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George Floyd’s brother Philonise takes the stand in Derek Chauvin’s trial


Philonise Floyd, George Floyd’s younger brother, took the stand Monday in Derek Chauvin’s criminal trial as prosecutors tried to humanize the 46-year-old Black man.

Minnesota is unique in that allows “spark of life” evidence in which the victim’s family or friends can speak about them on a personal level. The term stems from a 1985 Minnesota court case.

Earlier Monday, an expert cardiologist testified Monday that Floyd died from cardiopulmonary arrest caused by low oxygen levels brought on by prone restraint and positional asphyxia — making him the fifth doctor to say as much in Chauvin’s trial.

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Dr. Jonathan Rich, a cardiologist based in Chicago, testified that Floyd’s heart was unable to get enough oxygen because of how he was restrained. His review of the medical records, videos and autopsy findings also rejected claims that Floyd’s death may have been due to drugs or heart issues, as the defense has suggested.

“I can state with a high degree of medical certainty that George Floyd did not die from a primary cardiac event, and he did not die from a drug overdose,” Rich said.

“I believe that Mr. George Floyd’s death was absolutely preventable,” he added. “In addition to not putting him in that position in the first place, when they — when there were signs that he was worsening, repositioning him, I think, very likely would have saved his life.”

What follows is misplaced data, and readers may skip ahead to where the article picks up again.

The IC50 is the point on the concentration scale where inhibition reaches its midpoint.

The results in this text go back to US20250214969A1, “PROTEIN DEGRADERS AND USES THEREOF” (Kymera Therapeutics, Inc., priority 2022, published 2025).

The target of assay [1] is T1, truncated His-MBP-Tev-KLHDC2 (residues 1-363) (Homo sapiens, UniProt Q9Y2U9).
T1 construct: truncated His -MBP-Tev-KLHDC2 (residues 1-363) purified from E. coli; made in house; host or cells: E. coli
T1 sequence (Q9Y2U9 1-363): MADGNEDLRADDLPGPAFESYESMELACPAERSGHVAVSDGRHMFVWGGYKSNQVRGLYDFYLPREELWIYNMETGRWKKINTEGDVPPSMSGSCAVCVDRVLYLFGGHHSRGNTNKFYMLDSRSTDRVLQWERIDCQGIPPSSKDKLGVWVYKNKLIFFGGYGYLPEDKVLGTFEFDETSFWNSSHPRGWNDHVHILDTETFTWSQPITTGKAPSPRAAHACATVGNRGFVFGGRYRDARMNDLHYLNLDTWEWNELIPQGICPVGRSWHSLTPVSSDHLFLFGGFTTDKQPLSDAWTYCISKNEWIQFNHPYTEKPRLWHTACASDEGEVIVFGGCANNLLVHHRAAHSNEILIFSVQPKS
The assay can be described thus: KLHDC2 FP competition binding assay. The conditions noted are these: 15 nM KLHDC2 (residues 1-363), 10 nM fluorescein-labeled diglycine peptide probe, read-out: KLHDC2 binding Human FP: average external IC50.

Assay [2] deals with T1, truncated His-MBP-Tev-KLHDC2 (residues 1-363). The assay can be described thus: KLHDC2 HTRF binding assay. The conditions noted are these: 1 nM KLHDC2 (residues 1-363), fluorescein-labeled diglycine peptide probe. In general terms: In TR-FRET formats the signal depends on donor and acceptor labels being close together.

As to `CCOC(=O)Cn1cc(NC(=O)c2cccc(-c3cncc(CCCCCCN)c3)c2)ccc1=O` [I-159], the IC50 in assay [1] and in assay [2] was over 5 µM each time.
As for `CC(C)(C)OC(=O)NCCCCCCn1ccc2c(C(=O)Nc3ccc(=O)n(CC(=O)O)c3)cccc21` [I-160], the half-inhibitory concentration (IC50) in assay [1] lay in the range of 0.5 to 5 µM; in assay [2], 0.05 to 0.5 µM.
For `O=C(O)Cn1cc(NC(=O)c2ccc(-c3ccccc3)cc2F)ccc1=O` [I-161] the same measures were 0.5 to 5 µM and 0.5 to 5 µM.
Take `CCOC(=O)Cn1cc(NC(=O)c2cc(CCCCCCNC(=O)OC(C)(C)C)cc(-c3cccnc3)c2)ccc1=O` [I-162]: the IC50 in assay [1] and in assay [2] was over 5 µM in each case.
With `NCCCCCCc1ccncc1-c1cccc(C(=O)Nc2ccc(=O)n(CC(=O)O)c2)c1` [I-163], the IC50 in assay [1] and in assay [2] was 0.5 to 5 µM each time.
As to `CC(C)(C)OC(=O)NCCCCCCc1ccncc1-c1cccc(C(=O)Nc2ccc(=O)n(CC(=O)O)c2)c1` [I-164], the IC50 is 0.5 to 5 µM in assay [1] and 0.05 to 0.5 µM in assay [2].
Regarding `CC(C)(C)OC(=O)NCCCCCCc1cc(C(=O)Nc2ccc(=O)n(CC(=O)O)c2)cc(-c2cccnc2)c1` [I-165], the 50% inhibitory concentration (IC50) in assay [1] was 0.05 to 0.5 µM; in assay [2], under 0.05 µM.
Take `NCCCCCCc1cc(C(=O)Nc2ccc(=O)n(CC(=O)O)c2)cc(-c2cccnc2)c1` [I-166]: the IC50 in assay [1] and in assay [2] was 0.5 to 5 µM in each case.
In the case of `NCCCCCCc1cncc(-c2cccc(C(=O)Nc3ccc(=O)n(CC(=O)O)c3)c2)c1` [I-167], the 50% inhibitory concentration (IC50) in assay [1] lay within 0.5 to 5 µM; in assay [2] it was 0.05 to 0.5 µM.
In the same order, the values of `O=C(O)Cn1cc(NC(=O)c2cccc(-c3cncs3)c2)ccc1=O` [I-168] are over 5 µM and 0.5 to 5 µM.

Floyd had high-blood pressure and narrowed coronary arteries, but his heart muscle showed no evidence of injury at all, he said.

The testimony comes at the beginning of the third week of testimony as Minnesota prosecutors neared the end of their case against Chauvin, the former Minneapolis Police officer.

In addition, another policing expert is expected to testify before the prosecution gives the defense the opportunity to call witnesses. Judge Peter Cahill noted he expects closing arguments in the case next Monday.

The doctor’s testimony follows a series of medical experts who testified last week that Floyd died last May because of Chauvin’s restraint. On Friday, the medical examiner who conducted Floyd’s autopsy noted that Floyd’s history of hypertension and the fentanyl and methamphetamine in his system played a role in his death, but they were not the direct cause.

“In my opinion, the law enforcement subdual, restraint and the neck compression was just more than Mr. Floyd could take by virtue of those heart conditions,” Dr. Andrew Baker said.

Chauvin, 45, has pleaded not guilty to second-degree unintentional murder, third-degree murder and second-degree manslaughter charges.

Defense attorney Eric Nelson has focused on three arguments he says will acquit Chauvin: Floyd died of drug and health problems, Chauvin’s use of force was ugly but appropriate, and the crowd of bystanders became hostile and distracted Chauvin from taking care of Floyd. Witnesses called by the prosecution have contested each of those theories — but it will be up to the jury of five men and nine women to ultimately decide.